Once it was learned that his father, Luther Edward Ratledge, had been a train engineer before becoming a police officer, and Daddy could do medical core and train repair, he was reassigned. Daddy built the first hot water shower on one of the medical trains in Europe. After that when they would be in a station somewhere Daddy taught other train personnel how he had run the lines so their trains could also have hot water showers. 

One night when he was so sick and on morphine, he was back on that train.  I spent the entire night, rebuilding a train engine with him.  He would tell me what tool he wanted and I handed it to him.  In his drugged imagination, all those machines in that room were part of the engine. We did a good job, too.  By about 4:30 in the morning, he told me to “fire her up and let’s get moving.” 

When the Allied troops captured Adolf Hitler’s private train, it was damaged.  Daddy and his medical train happened to be in the same location.  One of the officers on Daddy’s train suggested they ask Daddy to look at the damage on Hitler’s train.  Rat could “jury-rig” anything.  I don’t know what was wrong with the train, but it couldn’t be moved further into Allied territory because of the problem. Daddy went over and did whatever was needed to get it moving again.  While Daddy was working on the problem, a team of US and other Allied personnel were cataloging every item in the train. 

Daddy reported the repair had been completed to the officer in charge.  That officer was part of the team cataloging Hitler’s belongings.  He was in Hitler’s private dining car.  The officer picked up a small cream pitcher from Hitler’s table and handed it to Daddy thanking him for his help.  The pitcher has the swastika emblem and Mama wrote a note about what Daddy told her and stuck it in it. The cream pitcher is marked with the Allied catalog number.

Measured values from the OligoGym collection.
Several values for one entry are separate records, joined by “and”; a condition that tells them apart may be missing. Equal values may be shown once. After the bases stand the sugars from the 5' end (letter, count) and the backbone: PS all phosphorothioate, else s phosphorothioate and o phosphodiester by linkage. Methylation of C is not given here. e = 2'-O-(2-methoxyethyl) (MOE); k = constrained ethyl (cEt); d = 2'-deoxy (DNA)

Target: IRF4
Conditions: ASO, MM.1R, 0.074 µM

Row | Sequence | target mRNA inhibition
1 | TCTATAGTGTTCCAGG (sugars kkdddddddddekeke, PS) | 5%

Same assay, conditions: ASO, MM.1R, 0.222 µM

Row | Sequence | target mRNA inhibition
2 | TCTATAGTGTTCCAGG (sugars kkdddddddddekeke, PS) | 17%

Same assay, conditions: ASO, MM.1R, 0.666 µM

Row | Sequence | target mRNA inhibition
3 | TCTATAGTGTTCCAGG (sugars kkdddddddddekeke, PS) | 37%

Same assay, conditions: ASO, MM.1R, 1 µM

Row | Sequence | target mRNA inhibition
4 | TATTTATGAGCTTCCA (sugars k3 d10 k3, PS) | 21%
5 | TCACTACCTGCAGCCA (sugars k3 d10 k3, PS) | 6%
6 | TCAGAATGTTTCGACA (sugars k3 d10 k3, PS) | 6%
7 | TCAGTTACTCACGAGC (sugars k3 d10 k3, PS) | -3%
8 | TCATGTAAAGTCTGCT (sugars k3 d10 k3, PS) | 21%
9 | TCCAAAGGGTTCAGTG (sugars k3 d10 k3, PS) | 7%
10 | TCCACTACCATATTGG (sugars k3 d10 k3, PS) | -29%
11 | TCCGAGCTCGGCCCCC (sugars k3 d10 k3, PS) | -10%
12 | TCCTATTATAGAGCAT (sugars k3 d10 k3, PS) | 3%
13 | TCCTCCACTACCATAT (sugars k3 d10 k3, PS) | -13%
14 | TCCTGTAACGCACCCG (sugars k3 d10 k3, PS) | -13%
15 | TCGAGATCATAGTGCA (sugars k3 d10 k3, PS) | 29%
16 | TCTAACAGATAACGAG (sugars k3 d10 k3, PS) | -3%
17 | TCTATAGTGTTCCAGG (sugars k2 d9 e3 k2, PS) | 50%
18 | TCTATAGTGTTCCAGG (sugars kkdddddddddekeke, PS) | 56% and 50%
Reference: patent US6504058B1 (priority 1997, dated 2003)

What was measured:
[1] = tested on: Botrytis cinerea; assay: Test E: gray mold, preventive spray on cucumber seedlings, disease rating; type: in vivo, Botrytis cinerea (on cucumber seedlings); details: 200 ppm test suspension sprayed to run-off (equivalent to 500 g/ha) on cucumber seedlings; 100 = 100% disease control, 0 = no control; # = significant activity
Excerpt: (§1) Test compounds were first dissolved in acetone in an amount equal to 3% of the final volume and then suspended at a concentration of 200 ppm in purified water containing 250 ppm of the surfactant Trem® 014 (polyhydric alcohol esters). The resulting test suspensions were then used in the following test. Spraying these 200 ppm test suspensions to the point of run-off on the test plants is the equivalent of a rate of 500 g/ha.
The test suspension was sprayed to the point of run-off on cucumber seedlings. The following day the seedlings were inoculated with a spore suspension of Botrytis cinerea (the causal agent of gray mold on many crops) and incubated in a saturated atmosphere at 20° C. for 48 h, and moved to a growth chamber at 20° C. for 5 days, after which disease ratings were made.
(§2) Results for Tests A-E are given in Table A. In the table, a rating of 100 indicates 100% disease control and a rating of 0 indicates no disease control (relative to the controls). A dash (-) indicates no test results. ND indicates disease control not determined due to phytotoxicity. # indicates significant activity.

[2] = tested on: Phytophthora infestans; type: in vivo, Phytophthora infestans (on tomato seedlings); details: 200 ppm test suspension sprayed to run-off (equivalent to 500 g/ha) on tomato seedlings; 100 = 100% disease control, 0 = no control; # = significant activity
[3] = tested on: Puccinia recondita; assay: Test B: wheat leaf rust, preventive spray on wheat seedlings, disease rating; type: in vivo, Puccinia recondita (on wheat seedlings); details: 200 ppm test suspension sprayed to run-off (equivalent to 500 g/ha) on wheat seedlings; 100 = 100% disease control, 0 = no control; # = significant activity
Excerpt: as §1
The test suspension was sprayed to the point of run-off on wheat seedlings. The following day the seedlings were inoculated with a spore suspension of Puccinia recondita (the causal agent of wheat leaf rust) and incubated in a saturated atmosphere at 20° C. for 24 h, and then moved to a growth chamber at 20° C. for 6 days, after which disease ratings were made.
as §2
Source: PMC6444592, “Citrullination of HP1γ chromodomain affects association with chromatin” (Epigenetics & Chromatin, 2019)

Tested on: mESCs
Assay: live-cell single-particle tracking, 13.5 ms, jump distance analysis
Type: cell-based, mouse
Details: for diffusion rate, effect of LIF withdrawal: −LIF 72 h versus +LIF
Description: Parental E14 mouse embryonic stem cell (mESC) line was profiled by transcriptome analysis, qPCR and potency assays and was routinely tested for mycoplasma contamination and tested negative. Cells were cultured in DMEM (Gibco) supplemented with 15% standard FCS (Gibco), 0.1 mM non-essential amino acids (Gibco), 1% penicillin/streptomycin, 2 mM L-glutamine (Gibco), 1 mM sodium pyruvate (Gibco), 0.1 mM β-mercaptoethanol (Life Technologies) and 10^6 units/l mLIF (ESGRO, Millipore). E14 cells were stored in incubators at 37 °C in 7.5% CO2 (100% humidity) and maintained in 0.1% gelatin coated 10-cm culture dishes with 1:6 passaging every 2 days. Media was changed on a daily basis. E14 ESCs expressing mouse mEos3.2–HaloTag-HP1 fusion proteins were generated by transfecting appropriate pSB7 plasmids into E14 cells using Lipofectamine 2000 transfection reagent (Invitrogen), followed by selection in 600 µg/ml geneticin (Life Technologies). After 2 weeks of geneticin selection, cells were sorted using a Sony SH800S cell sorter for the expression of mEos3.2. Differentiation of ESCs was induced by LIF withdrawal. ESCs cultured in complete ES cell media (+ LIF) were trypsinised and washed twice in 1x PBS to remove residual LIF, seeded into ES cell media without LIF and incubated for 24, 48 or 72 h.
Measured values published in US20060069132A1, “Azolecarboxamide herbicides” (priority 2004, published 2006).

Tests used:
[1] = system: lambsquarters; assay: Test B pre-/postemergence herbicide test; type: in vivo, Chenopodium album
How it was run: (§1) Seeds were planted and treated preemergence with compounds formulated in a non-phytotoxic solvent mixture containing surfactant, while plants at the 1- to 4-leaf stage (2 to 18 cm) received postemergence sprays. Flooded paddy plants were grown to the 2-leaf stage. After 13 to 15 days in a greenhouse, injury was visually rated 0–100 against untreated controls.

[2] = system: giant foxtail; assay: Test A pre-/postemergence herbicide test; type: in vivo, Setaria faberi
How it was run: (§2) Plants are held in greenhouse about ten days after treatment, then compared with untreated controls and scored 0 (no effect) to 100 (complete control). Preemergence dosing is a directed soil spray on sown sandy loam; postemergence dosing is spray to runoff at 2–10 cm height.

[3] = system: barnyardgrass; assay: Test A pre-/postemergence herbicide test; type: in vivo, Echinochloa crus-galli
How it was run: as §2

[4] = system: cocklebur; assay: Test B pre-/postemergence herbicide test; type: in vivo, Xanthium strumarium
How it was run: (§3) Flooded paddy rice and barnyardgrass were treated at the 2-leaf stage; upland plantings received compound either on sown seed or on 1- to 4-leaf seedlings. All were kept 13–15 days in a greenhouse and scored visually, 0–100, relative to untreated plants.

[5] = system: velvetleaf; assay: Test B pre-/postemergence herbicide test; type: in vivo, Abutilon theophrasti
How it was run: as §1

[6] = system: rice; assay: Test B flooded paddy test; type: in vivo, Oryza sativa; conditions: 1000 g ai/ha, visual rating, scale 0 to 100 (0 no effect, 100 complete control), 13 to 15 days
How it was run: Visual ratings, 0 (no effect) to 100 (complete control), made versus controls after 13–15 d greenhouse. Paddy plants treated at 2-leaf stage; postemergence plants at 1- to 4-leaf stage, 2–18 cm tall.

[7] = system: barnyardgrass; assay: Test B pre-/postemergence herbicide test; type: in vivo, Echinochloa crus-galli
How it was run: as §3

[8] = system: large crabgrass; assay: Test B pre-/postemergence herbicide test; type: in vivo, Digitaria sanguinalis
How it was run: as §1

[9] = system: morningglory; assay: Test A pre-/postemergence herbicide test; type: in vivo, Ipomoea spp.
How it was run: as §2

Daddy could do anything. Daddy was the builder, Mama was the painter and designer. He built his grandson an airplane swing with a 6’ wing span and working joystick, rocking horses and any other thing he thought his namesake James could want. Daddy made a table that was James’ height and the legs could be extended to grow with him.   They did a lot of drawing and coloring on that table.  

He and Mama refurbished old houses to rent or sell.  Daddy made the entire kitchen set, stove, refrigerator, cupboards and even a sink with a turning faucet for the Kindergarten class of H.O. Burgess Elementary School (1955). That set was still in use some 10 plus years later. Our class had wooden animals to paint that he cut from scrap lumber, too. One of my classmates mentioned remembering them. I have several still.  He and Mama created the most beautiful gardens outside of Calloway Gardens you have ever seen.  He worked hard. And he adored Mama.

He and Mama taught me to be independent and self-reliant.  I learned how to lay a wooden floor, to use most any kind of tool, paint a room, fire a gun, swim, and defend myself physically and mentally.  He made sure Mama and I were loved and well taken care.  

Rat accomplished all kinds of things and best of all, Daddy was mine. And I miss him.  Mama used to say there will never be another one like Bob Ratledge.  No there won’t. I bet Mama and Daddy are holding hands right now.